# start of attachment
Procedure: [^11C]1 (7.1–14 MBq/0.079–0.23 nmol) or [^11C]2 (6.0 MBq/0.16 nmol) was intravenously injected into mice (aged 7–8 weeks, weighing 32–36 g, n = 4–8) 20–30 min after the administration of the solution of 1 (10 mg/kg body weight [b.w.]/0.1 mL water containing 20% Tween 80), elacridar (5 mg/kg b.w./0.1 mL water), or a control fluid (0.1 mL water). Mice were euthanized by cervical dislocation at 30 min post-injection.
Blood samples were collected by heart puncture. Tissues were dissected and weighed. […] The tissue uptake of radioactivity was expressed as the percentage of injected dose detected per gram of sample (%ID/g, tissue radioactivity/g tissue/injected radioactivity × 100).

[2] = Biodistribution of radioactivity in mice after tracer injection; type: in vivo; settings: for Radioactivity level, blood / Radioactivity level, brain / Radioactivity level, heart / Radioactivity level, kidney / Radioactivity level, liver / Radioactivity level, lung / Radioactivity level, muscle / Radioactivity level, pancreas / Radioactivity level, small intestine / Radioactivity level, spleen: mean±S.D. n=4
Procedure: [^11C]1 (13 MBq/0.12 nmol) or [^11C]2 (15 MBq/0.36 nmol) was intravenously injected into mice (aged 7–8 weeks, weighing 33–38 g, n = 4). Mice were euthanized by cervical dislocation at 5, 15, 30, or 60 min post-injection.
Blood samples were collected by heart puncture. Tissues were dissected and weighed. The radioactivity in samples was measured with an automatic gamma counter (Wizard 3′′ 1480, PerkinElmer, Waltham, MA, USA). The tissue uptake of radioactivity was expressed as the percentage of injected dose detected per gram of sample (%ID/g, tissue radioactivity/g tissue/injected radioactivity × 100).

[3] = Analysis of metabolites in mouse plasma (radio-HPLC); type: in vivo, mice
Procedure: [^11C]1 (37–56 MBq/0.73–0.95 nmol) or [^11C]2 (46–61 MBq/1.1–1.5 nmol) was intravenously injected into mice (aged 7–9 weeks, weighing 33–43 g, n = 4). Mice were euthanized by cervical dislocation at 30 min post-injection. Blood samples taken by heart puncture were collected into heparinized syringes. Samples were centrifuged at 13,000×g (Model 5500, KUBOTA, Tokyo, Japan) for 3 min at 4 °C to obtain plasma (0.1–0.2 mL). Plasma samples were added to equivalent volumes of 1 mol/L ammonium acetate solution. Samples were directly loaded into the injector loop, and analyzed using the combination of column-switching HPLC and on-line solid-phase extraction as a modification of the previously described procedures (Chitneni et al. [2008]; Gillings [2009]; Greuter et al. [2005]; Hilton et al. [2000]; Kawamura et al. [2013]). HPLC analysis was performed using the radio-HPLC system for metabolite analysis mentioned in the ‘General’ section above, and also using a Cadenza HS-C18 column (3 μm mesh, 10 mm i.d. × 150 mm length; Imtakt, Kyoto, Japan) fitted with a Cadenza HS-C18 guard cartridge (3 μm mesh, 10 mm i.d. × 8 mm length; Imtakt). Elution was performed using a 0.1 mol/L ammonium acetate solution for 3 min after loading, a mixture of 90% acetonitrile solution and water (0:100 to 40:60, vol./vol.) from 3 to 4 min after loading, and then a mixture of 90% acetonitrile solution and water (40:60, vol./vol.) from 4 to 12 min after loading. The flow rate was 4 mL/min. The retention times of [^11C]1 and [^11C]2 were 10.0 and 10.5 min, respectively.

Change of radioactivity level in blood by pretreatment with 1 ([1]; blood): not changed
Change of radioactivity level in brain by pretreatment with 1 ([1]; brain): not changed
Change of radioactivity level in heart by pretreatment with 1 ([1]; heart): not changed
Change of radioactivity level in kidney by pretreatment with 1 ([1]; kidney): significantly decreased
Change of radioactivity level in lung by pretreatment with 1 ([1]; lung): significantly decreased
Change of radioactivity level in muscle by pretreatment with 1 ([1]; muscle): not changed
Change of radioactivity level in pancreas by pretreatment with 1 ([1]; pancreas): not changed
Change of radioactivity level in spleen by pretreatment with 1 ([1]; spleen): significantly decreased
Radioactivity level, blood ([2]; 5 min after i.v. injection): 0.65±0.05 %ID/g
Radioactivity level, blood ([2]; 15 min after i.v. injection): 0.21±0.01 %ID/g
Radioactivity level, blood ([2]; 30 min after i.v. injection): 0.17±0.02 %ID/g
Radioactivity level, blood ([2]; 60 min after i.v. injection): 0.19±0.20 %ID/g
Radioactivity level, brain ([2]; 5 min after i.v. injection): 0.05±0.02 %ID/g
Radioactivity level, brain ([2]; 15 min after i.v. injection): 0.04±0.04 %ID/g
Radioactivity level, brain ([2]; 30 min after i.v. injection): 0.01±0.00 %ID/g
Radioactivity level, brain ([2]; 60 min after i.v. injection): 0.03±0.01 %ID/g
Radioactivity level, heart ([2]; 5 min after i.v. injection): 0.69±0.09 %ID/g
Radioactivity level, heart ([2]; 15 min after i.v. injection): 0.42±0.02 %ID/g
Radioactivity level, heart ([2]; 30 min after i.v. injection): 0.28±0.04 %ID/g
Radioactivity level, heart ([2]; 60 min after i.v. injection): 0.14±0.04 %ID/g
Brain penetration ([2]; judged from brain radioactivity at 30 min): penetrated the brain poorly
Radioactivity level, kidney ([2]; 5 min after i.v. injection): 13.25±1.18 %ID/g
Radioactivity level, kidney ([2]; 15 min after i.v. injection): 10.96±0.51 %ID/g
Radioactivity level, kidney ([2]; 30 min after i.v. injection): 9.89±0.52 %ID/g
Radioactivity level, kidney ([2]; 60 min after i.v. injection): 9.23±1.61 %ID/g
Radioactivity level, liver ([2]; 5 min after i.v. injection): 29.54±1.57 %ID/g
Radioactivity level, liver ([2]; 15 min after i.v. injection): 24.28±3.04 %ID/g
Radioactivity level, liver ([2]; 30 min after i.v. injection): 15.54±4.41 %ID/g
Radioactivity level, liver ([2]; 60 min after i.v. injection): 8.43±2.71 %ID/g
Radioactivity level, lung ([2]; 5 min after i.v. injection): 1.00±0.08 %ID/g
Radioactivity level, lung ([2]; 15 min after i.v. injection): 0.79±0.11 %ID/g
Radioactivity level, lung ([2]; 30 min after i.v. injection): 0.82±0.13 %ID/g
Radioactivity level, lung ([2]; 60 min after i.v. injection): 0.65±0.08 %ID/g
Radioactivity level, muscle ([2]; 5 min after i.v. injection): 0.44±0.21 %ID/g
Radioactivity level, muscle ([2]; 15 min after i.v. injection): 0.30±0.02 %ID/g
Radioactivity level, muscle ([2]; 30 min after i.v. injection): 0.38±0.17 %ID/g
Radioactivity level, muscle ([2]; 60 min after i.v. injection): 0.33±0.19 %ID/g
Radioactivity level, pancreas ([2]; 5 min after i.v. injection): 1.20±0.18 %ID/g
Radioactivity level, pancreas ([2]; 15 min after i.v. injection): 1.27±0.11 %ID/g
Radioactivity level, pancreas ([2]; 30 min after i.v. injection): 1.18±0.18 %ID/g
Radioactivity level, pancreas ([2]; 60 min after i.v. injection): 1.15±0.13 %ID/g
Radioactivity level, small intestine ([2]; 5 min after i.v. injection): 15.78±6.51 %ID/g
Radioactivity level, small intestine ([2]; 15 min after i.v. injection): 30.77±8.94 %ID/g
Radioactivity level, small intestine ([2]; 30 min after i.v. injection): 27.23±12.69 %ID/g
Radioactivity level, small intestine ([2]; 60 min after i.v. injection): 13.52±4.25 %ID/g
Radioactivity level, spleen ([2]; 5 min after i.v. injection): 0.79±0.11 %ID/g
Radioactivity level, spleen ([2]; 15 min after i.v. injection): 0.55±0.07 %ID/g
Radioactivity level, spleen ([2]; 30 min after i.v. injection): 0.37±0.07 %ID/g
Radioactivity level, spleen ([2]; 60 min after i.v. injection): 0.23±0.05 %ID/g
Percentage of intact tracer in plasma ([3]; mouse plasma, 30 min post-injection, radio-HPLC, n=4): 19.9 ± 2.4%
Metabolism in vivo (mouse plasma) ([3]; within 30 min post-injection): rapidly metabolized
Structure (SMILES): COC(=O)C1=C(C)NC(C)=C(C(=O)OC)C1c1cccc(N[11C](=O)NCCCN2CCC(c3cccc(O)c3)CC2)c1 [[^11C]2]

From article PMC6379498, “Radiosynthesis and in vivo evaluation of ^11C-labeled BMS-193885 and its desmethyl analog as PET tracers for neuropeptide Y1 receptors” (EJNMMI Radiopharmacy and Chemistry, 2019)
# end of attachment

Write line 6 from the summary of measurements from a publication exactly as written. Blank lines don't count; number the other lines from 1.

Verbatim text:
[3] = Analysis of metabolites in mouse plasma (radio-HPLC); type: in vivo, mice